Housing rental market to stabilize in 2018

By
/ EdgeProp Singapore
|
February 1, 2018 6:46 PM SGT
The private residential leasing market may continue to remain weak, but there are signs that it could stabilise this year, says Nicholas Mak, executive director and head of research & consultancy of ZACD Group. The private residential rental index fell 0.9% q-o-q in 4Q2017, after remaining unchanged in the previous quarter. For the whole of 2017, rentals of private residential properties fell 1.9% y-o-y, compared with a decline of 4% in 2016. “Even though the overall rental index continued to drop in 4Q2017, the rate of decline on a yearly basis has decelerated,” he observes.
The recovery in the residential leasing market is due to a decline in the vacancy rate from 8.4% in 2016 to 7.8% in 2017. This was mainly because of a decline in the supply of newly completed units — which hit a four-year low of 16,449 units — compared with a new takeup level of 16,852 units in 2017, according to Ong Teck Hui, JLL national director of research. The number of newly completed units last year was also more than 20% lower than that in 2016.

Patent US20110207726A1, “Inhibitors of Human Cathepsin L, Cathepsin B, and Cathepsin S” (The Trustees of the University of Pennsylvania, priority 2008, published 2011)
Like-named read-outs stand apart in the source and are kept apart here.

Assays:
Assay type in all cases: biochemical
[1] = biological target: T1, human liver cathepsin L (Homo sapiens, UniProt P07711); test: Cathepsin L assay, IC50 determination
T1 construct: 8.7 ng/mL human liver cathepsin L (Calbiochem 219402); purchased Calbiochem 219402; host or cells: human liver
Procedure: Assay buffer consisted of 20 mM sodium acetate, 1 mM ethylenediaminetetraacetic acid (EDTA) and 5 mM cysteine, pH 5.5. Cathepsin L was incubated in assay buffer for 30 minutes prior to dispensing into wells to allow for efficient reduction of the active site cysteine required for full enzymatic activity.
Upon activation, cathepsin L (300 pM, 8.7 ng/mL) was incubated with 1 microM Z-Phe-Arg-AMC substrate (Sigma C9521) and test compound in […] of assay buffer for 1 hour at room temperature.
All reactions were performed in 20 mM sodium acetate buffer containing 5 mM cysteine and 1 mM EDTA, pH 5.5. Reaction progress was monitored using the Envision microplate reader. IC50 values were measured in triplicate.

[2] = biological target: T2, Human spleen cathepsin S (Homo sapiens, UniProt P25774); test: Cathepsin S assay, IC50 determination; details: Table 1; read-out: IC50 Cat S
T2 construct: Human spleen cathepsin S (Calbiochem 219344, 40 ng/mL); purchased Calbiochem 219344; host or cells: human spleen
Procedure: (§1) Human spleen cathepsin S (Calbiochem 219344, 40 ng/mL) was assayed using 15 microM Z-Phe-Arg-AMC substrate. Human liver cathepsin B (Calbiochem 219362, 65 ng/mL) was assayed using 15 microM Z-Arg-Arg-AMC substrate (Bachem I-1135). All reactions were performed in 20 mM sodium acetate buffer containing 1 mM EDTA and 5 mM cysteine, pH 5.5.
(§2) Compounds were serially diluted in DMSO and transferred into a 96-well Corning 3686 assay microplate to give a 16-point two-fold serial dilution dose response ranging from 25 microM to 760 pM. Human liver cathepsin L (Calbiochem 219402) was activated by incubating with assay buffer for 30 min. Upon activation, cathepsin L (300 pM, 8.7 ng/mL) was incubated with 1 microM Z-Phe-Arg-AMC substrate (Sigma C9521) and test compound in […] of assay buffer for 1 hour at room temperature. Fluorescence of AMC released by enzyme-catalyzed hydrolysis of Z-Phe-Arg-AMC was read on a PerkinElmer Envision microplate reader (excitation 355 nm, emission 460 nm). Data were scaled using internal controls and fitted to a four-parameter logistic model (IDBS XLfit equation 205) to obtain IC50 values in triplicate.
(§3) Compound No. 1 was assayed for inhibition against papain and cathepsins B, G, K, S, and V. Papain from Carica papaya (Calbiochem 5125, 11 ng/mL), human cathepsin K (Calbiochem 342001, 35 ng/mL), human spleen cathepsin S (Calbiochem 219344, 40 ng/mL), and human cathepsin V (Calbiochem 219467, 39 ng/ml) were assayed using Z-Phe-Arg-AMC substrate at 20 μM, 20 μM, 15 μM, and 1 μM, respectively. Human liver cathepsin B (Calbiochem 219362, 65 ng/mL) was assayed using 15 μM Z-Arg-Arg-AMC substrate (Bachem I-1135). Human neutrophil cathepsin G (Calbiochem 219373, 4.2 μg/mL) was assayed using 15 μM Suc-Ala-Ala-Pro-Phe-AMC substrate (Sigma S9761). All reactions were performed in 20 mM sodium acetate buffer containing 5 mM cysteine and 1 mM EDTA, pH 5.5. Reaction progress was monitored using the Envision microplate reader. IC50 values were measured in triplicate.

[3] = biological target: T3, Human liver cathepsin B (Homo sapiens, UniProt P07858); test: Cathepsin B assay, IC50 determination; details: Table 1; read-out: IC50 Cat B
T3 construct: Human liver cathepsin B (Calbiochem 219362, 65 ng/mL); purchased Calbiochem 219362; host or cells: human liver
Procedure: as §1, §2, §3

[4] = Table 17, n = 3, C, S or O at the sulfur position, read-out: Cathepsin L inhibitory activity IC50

About 10,000 private housing units are expected to be completed in 2018, notes ZACD Group’s Mak. “This is lower than the three-year average absorption rate of about 17,000 units a year from 2015 to 2017,” he adds. Therefore, he reckons the vacancy rate could “break below 7%” by year-end.
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JLL’s Ong agrees. “In the face of more favourable economic and business conditions, vacancy rates are likely to decline, raising the prospects of rents stabilising,” he says.
As the Singapore economy picks up pace in 2018, more foreign labour, including working professionals, will be hired, says Christine Li, director and head of research at Cushman & Wakefield. “Coupled with the removal of the older en bloc developments, occupancy rates for private properties could start to improve.” Nevertheless, non-landed rents in the Outside Central Region could still come under pressure, given that 50% of incoming supply is expected to be in OCR from 2018 to 2022.